I recently put a SSD drive into my iMac running OSX Lion. When I did this I also decided to create a single Windows 7 install for use in Boot camp and VMware Fusion. Below is a brief overview of the process and the decisions I made along the way.
I started out by using the Boot Camp Assistant to create a 20 GB(Probably should have been closer to 30GB) partition on the SSD drive(120 GB) I installed. I will only be using this partition for the operating system and drivers and have a 700GB external Firewire drive for all other data.
I installed Windows 7 64bit on this volume and loaded it with the proper Windows 7 Boot camp drivers and all the Windows Updates.
Next I installed VMware Fusion 3 created a new Virtual Machine with the Boot Camp partition. This is only a pointer to the partition and not a copy and as such the VM itself is only a few megabytes. After this was done I booted up the VM and configured the VMware tools.
I now have a single operating system that can be used in the VM or as a native OS. To simplify the switching between the two Operating Systems I also installed BootCamp.
Next I configured Windows to automatically log in when booting to speed the startup/reboot times. To do this open Window, press Command-R, and enter control userpassword2. not uncheck the option to require users to login and enter the username and password you want to automatically log in with.
Setting up shared access to a NTFS partition from both Boot Camp and VMware Fusion.
Next up is tackling the problem of the second hard drive. I could have just created one large partition and been done now but the SSD eliminates the option. Also I can't directly attach the external firewire drive to Windows XP become there is another partition on is for use in OSX. As a result I am limited to make a few modifications to make it usable. First off I configured the drive with two large partitions with Disk Utility(The first is a HFS+ volume with my OSX home directory and documents). Then I Booted into Boot Camp and formatted the second column as NTFS for use in windows. This drive will now automatically connet when booting in Boot Camp as E:\.
This was only half the battle though as previously mentioned when booting in VMware this column isn't accessible. The solution to this is to enable Sharing in the Virtual Machine settings. Now click Add, select the proper volume, and make sure it is set to Read & Write. Note that you definitely want to leave Mirrored folders off here or you will have problems when booting back to Boot Camp. You can also add other folders to share here like tour home folder or other external volumes.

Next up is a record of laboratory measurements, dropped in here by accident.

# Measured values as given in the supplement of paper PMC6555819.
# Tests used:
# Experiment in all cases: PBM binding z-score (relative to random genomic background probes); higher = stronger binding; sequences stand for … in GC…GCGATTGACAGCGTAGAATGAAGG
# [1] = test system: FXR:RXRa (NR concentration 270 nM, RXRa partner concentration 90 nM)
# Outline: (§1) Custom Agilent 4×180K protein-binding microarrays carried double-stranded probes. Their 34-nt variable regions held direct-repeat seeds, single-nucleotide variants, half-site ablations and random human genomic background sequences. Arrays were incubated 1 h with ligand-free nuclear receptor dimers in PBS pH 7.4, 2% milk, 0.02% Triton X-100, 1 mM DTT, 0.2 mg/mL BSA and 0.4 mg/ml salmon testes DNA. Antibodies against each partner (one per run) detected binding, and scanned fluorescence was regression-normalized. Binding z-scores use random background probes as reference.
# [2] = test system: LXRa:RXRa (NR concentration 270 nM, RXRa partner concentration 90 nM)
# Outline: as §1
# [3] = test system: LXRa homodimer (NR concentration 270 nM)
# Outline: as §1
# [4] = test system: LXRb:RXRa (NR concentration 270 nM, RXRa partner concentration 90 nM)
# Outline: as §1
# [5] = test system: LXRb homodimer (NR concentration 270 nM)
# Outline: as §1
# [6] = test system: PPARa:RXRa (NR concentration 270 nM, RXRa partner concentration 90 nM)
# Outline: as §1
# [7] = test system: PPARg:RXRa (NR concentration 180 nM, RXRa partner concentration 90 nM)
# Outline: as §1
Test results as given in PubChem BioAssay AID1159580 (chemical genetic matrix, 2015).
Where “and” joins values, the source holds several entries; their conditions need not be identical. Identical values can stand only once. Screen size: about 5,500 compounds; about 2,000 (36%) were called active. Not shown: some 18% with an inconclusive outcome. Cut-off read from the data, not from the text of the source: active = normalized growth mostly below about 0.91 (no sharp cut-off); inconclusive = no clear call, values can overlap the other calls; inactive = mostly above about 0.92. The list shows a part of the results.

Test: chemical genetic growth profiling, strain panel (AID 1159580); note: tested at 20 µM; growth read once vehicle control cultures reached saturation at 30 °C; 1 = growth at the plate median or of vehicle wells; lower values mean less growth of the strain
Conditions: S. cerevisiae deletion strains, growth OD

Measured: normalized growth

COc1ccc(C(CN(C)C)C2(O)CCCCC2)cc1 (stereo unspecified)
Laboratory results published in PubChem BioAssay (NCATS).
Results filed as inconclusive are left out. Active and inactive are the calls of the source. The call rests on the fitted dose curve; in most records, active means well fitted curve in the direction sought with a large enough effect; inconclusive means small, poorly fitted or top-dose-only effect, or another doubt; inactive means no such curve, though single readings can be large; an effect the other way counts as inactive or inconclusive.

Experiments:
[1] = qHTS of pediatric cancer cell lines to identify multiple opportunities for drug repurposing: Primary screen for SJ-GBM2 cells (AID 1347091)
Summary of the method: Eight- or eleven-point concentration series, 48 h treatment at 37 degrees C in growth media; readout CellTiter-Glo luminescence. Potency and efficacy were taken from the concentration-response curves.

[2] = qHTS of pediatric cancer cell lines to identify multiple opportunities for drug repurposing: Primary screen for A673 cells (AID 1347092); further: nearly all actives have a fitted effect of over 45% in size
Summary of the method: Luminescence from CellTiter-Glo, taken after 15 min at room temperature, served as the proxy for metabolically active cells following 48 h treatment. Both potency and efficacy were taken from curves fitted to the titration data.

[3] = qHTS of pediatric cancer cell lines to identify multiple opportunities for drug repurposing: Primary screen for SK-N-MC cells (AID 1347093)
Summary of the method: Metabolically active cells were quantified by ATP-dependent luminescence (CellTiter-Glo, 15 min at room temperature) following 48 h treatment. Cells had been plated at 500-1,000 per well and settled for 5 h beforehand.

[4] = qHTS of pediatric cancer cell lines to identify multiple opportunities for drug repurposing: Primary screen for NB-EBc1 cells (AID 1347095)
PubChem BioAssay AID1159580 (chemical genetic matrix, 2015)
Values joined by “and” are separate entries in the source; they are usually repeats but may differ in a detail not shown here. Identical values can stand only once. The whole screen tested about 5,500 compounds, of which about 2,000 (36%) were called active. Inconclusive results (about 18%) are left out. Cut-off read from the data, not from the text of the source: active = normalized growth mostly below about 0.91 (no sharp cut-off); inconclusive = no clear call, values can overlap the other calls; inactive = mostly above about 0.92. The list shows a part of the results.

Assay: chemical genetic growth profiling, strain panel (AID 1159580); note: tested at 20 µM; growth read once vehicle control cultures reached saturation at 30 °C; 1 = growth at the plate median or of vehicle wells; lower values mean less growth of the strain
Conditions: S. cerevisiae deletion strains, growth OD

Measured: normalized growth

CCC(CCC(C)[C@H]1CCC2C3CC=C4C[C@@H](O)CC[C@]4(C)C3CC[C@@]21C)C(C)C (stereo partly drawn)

Now you may have noticed that this volume is Read Only. This is a limitation of OSX but there is a NTFS-3G Driver that will enable write access to the drive. When installing be sure to chose the Cache option as the performance is needed and on a power failure only the programs will be vulnerable, not the OS itself. Once installed you don't need to reboot, just click the X at the last screen then un mount the column and user Disk Utility to re-mount it. You can now write to the NTFS volume all be it as a slightly reduced speed.
Upon booting VMware we not get a Z:\ shared folder with this external drive listed within it. This will not work though as the applications will not be installed in the same location in both modes. To fix this we need to create a login and logout scrip in VMware. Open up C:\Program Files\VMware\VMware Tools and make copies of the poweron-vm-default and poweroff-vm-default scripts. Now open up My Computer, Z:\, and the shared external volume. Copy the full path from the address bar at the top of the window.
Edit the poweron-vm-copy script and add the following line where DRIVE is the drive letter expected in windows and PATH is the path copied previously.
Edit the poweroff-vm-copy script and add the following line where DRIVE is the same drive letter again.
net use DRIVE: "PATH" /persistent:yes
net use DRIVE: /delete
For example here are mine:
net use e: "\\vmware-host\Shared Folders\Windows HD" /persistent:yes net use e: /delete
Finally open up VMware tools and change the Shut Down Guest and Power On Guest scripts to point to the appropriate files we just created. Now reboot and enjoy seamless reboots and convenience.
- With this setup and the SSD I can switch back and forth between anteing and emulated environments in less them a minute.
- I also have both operating systems configured to load the majority of their applications and data onto the external drive and hold only the OS and working files on the SSD. The only real exceptions to this are in OSX where most applications are acutely on the SSD as in both OS's the user profiles are still on the SSD. I all detail my OSX setup in a future post.
- You will notice that you can't use BootChamp to reboot when the VM is running. You need to shut down Windows first before you can reboot to Boot Camp. VMware does not acutely need to be exited and I tend to leave the application running and the VM set to auto start so that earn I boot back to OSX the VM automatically starts back up.